A Little Known Two-Fer-One

By Scott Richmond

Most Oregon fly anglers know that the blue-winged olives (affectionately called "BWOs") fuel much of their winter trout fishing. But few fly fishers are aware that the BWOs can provide excellent sport in September. Here's how.

First, BWOs are many species that are lumped into three mayfly genera: Baetis (the most largest and most important), Pseudocloeon, and Diphetor. The latter genus used to be called Baetis parvus, then Baetis hageni, and now Diphetor hageni. But only an entomologist really cares about that. All a trout angler needs to know is that mature nymphs of this BWO genus like riffly water and are present in large numbers in September. If you kick up some rocks in a Deschutes' riffle in September, you will find two primary insects--Diphetors and stoneflies. And the trout are scarfing down both of them.

Hmmm. Two kinds of insects that live in the same kind of water and that trout eat all day long, even if there's no hatch. Hmmm.

By now you've figured out that you should tie on a large stonefly nymph, such as a Kaufmann's Stone or a Rubber Legs, then tie a small nymph on a dropper. Affix an indicator to your leader and cast away. Look for places where the water deepens and slows just below a riffle.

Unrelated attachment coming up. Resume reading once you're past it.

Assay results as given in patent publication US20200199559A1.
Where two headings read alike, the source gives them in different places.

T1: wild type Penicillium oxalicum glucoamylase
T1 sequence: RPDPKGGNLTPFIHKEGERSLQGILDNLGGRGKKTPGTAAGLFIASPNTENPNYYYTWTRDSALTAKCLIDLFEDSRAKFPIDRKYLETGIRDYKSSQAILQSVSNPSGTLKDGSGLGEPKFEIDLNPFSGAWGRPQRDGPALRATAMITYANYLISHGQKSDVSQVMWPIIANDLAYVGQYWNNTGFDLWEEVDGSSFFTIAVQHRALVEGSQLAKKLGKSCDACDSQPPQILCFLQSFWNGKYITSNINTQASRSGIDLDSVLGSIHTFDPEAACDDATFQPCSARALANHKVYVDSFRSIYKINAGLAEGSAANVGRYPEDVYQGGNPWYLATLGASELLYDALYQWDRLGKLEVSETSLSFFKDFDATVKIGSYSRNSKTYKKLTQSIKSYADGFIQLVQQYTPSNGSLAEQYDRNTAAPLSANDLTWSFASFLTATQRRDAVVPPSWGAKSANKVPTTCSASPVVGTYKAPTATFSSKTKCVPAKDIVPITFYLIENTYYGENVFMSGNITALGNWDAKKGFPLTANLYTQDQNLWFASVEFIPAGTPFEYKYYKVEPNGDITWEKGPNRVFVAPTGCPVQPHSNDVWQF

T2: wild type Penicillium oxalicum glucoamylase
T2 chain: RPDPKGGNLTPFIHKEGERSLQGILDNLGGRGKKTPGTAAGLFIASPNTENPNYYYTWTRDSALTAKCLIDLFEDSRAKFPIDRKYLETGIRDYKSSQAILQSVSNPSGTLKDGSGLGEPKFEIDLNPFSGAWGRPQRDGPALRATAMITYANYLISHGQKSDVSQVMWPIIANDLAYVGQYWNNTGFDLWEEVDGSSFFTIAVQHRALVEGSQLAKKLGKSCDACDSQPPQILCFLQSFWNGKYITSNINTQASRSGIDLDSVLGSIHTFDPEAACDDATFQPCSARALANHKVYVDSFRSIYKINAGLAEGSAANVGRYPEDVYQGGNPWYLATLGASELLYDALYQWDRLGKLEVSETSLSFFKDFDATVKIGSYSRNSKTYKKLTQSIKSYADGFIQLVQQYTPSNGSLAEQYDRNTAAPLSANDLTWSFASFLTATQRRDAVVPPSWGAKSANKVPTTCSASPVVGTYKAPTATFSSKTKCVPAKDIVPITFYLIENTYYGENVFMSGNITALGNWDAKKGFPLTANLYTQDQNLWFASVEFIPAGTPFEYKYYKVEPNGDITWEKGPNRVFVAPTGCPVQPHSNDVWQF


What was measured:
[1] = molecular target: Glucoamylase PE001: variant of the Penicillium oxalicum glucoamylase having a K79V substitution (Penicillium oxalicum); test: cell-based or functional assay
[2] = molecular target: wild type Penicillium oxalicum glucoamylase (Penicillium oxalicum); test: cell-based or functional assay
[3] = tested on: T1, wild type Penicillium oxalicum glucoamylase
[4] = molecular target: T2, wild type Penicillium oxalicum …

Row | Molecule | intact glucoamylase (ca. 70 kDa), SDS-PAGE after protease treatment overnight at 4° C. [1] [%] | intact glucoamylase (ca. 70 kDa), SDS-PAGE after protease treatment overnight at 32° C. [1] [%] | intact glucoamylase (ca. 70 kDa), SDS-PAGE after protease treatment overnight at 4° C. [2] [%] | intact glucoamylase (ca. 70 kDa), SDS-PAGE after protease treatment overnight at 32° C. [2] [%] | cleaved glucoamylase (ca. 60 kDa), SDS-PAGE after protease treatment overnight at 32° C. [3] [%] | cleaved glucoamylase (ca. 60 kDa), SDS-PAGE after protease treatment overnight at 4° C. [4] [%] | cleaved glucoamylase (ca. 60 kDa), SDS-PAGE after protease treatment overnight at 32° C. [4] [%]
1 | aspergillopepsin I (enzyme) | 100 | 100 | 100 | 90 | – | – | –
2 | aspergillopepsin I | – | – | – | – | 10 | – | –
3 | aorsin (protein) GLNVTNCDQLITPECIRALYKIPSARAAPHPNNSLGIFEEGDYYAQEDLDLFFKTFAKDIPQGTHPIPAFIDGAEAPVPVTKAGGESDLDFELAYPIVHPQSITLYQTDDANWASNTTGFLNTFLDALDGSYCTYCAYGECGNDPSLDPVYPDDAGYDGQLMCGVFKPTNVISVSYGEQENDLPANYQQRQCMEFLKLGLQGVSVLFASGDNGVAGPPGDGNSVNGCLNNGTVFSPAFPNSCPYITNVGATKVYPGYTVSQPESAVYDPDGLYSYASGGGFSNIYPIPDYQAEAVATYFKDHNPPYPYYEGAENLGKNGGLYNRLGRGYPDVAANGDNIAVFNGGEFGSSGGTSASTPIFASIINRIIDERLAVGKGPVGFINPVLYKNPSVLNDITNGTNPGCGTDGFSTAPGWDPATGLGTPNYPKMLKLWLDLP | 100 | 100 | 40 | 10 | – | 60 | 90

I think the best nymph to use on the dropper is a size 18 Gold Ribbed Hares Ear. The natural insect has two light bands on its abdomen, which the fly's gold ribs imitate. In fact, if you're tying this fly, use wider tinsel than usual and only wrap it twice.

In my experience, trout will take the stonefly about 2/3 of the time, and the Hares Ear about 1/3. I figure that means I catch 50% more trout than I would if I only cast the stonefly.

Scott Richmond is Westfly's creator and Executive Director. He is the author of eight books on Oregon fly fishing, including Fishing Oregon's Deschutes River (second edition).